The University of Lynchburg and Lynchburg Tomorrow, a University-led community initiative, will offer a free leadership development workshop this summer to eligible students from two local high schools.
The Scholar Identity Institute, led by Dr. Gilman Whiting, is for rising 10th through 12th grade male students of color from E.C. Glass and Heritage high schools. Up to 50 participants will be selected for the pilot program, which takes place on the University of Lynchburg campus from June 6-10. Applications are available at each school and are due May 4.
Whiting, founder and director of the Scholar Identity Model and Institute and a Vanderbilt University professor, explained that a “scholar identity” is about more than grades and academic performance.
“It’s about attitudes regarding school, achievement, and decision-making,” he said. “This institute is designed to help students of color engage or reengage in the academic process.”
The concept of a “scholar identity” is based on three key assumptions, according to Whiting. First, that Black and Hispanic males are more likely to achieve academically when they have a scholar identity; second, that Black and Hispanic males are more likely to be viewed as possessing the potential for giftedness if they achieve at higher levels; and third, that these male students are more likely to reach their potential when expectations of them are high.
“Dr. Whiting’s approach has worked well in Nashville and other areas of the country, and we are confident that it will make a big impact in Lynchburg, too,” said Associate Provost Dr. Roger Jones, who helped bring the Institute to Lynchburg. “We have a large population of male students of color here who would benefit from this program.”
Each day will begin at 7:30 a.m. with breakfast in the University dining hall and end at 3 p.m. As part of the institute, students will work on nine constructs that are well-established in personality psychology.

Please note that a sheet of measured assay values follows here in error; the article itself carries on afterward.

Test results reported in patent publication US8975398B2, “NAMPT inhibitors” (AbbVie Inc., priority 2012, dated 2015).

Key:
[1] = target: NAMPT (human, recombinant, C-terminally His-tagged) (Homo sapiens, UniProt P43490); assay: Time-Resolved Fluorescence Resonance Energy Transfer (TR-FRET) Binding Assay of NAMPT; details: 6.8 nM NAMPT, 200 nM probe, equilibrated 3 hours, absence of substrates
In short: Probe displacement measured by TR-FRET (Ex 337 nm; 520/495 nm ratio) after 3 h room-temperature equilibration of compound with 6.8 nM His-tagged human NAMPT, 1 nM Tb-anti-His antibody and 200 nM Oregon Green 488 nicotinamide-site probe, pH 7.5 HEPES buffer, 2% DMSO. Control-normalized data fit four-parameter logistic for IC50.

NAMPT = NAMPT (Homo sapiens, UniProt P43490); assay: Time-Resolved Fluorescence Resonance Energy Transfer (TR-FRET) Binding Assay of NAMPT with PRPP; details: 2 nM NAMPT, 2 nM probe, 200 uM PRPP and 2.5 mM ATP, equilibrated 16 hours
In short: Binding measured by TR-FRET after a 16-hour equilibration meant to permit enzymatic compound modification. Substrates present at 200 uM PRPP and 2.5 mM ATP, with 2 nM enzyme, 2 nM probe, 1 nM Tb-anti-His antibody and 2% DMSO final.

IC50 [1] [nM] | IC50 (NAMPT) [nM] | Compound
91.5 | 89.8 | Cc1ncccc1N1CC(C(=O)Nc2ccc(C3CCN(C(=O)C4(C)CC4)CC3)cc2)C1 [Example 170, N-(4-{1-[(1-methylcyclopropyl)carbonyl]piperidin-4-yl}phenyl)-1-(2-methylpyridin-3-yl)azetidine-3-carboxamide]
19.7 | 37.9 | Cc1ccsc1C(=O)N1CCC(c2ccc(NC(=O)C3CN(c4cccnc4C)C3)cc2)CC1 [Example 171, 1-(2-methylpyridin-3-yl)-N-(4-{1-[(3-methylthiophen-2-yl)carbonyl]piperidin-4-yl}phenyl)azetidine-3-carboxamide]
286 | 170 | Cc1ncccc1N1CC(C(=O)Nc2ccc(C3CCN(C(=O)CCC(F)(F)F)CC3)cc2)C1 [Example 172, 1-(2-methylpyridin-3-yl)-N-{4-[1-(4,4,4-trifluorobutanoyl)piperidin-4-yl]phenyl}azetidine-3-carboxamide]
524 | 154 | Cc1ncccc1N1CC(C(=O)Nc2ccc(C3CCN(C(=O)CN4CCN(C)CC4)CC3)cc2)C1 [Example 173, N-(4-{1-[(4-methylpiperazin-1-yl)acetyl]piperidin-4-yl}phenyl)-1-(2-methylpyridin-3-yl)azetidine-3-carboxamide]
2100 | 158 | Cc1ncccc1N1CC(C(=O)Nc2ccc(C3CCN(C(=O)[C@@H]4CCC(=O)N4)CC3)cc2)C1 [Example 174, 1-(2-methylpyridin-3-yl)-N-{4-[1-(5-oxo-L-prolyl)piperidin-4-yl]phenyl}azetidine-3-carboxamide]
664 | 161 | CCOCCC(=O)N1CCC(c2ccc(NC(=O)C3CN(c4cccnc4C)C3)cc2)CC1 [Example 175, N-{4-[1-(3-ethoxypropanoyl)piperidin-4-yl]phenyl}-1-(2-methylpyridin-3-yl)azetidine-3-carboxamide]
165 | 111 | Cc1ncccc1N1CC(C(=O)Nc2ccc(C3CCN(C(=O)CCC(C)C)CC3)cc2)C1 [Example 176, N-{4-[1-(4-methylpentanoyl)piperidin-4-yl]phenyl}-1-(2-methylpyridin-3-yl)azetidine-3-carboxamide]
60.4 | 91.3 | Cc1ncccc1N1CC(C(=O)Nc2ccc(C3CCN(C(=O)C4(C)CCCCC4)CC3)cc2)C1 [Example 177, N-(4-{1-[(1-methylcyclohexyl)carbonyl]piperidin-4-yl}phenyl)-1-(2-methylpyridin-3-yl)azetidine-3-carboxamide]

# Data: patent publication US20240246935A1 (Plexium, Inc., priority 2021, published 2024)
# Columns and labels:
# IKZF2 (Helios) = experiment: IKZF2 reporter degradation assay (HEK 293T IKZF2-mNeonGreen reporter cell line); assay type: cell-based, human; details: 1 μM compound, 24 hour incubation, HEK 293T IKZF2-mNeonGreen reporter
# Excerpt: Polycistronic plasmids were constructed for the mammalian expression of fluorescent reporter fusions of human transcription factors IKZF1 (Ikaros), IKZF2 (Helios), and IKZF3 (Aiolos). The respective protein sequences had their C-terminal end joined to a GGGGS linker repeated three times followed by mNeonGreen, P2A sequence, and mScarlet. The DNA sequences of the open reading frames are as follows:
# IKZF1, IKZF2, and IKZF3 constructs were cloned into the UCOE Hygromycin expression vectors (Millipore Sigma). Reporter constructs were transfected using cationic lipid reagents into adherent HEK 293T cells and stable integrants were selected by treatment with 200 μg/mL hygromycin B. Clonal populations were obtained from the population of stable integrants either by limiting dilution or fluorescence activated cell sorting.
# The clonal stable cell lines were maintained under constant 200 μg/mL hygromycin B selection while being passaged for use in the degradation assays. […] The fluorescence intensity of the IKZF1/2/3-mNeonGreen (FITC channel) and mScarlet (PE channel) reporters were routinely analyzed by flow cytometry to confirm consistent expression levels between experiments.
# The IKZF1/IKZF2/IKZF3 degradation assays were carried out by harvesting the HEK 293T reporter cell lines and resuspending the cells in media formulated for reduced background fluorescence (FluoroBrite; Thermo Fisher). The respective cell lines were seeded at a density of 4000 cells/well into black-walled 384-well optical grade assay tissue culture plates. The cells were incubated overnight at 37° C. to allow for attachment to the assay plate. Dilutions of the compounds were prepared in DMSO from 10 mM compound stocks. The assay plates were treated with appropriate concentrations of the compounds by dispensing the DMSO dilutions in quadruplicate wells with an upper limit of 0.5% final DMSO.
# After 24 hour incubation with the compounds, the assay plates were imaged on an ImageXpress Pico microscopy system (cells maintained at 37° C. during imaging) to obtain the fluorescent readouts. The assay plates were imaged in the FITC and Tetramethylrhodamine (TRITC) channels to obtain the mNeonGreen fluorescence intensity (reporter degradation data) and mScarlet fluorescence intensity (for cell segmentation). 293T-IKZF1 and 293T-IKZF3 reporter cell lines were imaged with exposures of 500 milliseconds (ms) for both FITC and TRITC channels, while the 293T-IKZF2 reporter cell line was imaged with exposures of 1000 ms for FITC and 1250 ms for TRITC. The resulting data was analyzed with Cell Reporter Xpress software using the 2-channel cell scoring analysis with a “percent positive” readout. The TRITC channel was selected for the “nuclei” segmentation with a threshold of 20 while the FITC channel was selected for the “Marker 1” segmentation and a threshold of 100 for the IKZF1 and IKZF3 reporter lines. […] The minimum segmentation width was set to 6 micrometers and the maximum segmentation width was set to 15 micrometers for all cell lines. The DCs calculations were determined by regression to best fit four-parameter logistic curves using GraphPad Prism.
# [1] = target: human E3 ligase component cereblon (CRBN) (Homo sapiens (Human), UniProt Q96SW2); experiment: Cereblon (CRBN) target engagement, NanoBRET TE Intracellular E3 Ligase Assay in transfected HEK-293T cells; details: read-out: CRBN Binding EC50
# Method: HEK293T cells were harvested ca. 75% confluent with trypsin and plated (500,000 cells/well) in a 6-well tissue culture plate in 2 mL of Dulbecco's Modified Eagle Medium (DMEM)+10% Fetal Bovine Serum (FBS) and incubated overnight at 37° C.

They include self-efficacy — an individual’s belief in their capacity to execute the necessary behaviors to produce specific outcomes — future orientation, the willingness to make sacrifices, and internal locus of control — the degree to which someone believes they have control over the outcome of events in their lives.
After the morning sessions, students will have lunch in the dining hall before focusing on leadership development in the afternoon. A core leadership curriculum will serve as the foundation for the afternoon sessions, starting with the Gallup StrengthsQuest assessment. Students will engage with leadership concepts and hear from graduates of both high schools who have successful careers in a variety of fields.
In addition to leadership development, afternoon activities will focus on four key literacies: financial literacy, academic literacy, cultural literacy, and technological literacy.
Participants must meet the following criteria to be considered:
- Complete an application.
- 2.5 GPA (or recommendation from a school administrator/counselor).
- A parent or guardian must provide permission to participate and sign a “support agreement” to encourage the student to discuss what is being learned, and how the learning from an academic institute can be applied in his life.
- Teacher or administrator recommendation.
- Willingness to engage with other participants during and after the institute.
- Agree to meet with a school-based mentor who will maintain weekly contact with the student during the 2022-23 academic year.
- Agree to attend a dinner before the school year starts at the University of Lynchburg in August 2022. Parents or guardians will also be invited.
For more information, email Jones at firstname.lastname@example.org or call 434.660.5300.